Pictures emerge of Boris Johnson raising glass ‘at ex-spin doctor’s leaving party’


ramatic new pictures of Boris Johnson allegedly at a No10 leaving do reignited the partygate scandal on Monday.

They appeared to show the Prime Minister raising a glass, reportedly at a leaving party on November 13, 2020, for outgoing director of communications Lee Cain.

They were obtained by ITV News as the report by senior civil servant Sue Gray was due to be published.

It is expected to be explosive by giving far more details of the party culture in No10 while millions of people across Britain were following lockdown or other Covid restriction rules.

Four images were said to picture the Prime Minister raising a glass at the leaving gathering, with bottles of alcohol and party food on the table in front of him.

Around eight people are alleged to be nearby, together with the person who took the photo.

ITV News said Mr Johnson appears to be making a speech and raising a toast, with half a glass of drink in his hands.

It added that his red box was on a chair, with two bottles of champagne or cava, four bottles of wine and half a bottle of gin.

The photos, though, may strengthen the argument that Mr Johnson was at a work event, even if looks like he was at a party.

However, Labour’s deputy leader Angela Rayner said: “While the British public were making huge sacrifices, Boris Johnson was breaking the law.”

Eight days before the pictures were said to have been taken, Mr Johnson had imposed England’s second national lockdown, which lasted four weeks. People were banned from social mixing, other than to meet one person outside.

Mr Johnson was not fined by the Metropolitan Police over the event seen in the images, which show at least nine people in close proximity along with six bottles of wine.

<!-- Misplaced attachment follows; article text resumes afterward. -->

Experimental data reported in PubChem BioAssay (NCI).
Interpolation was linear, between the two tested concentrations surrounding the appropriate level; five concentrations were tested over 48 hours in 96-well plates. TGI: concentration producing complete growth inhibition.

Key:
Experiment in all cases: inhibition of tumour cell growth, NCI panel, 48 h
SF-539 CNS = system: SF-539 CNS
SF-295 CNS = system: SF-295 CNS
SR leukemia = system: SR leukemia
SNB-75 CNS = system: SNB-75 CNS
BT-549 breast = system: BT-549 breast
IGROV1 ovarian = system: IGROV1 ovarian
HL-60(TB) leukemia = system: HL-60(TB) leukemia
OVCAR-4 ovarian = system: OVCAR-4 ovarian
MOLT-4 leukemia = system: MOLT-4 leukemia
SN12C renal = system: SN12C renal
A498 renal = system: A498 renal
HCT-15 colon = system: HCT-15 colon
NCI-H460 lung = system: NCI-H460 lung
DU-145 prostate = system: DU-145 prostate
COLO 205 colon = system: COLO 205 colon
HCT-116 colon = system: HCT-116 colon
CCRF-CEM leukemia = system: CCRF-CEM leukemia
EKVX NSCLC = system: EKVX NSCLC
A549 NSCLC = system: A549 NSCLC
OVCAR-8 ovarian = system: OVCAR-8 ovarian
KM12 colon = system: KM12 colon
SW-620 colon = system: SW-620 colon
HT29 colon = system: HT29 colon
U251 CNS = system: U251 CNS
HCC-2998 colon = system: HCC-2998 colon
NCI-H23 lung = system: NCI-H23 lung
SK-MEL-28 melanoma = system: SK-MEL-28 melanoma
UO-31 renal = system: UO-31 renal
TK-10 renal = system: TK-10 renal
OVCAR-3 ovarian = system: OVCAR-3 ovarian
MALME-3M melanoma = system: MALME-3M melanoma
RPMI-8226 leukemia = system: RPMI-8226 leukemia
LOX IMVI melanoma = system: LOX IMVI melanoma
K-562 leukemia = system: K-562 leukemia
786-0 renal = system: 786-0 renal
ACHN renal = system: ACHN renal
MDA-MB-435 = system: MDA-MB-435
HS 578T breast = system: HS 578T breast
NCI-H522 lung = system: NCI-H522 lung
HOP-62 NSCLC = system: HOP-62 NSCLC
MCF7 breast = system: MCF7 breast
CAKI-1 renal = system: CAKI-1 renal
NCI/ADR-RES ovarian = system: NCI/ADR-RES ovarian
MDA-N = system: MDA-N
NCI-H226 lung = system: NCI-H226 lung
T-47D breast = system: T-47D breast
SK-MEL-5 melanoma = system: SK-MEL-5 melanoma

Downing Street declined to defend the scene portrayed, saying the Prime Minister will comment after the Sue Gray report into partygate is published in the coming days.

A No 10 spokeswoman said: “The Cabinet Office and the Met Police have had access to all information relevant to their investigations, including photographs.

“The Met have concluded their investigation and Sue Gray will publish her report in the coming days, at which point the Prime Minister will address Parliament in full.”

Mr Johnson told MPs in December that “the rules were followed at all times” when asked during Prime Minister’s Questions about Mr Cain’s leaving party.

Liberal Democrat deputy leader Daisy Cooper said the images show Mr Johnson “has taken the British people for fools” as she called for Tories to remove him from office.

“It’s becoming clearer than ever that Boris Johnson lied to the British people and to Parliament,” she said.

“Conservative MPs must do their duty and sack this law-breaking Prime Minister. Every day he remains in office will do more damage to public trust and to our democracy.”

On December 8, Labour MP Catherine West asked Mr Johnson in the Commons whether there had been a party in Downing Street on November 13 2020.

The Prime Minister replied: “No, but I am sure that whatever happened, the guidance was followed and the rules were followed at all times.”

The images show Mr Johnson standing closely with seven others in one image.

Including the photographer and the Prime Minister, that makes at least nine people in the room.

Six wine bottles are on the table, one is clearly half empty.

ITV described Mr Johnson as holding half a glass of fizz in the images, while a ministerial red box is perched on a chair in front of him.

The Prime Minister only received one fine during the Met’s investigation, for the gathering for his 56th birthday in June 2020.

Scotland Yard did issue a fine to at least one individual who attended a gathering on the date of Mr Cain’s leaving do, but the force declined to say what the offending event was.

But it was clear the breach, or breaches, were in relation to restrictions on indoor gatherings consisting of two or more people.

The Commons Privileges Committee is due to investigate whether Mr Johnson lied to Parliament with his denials of rule-breaking.

Intentionally misleading the House would normally be a resigning matter.

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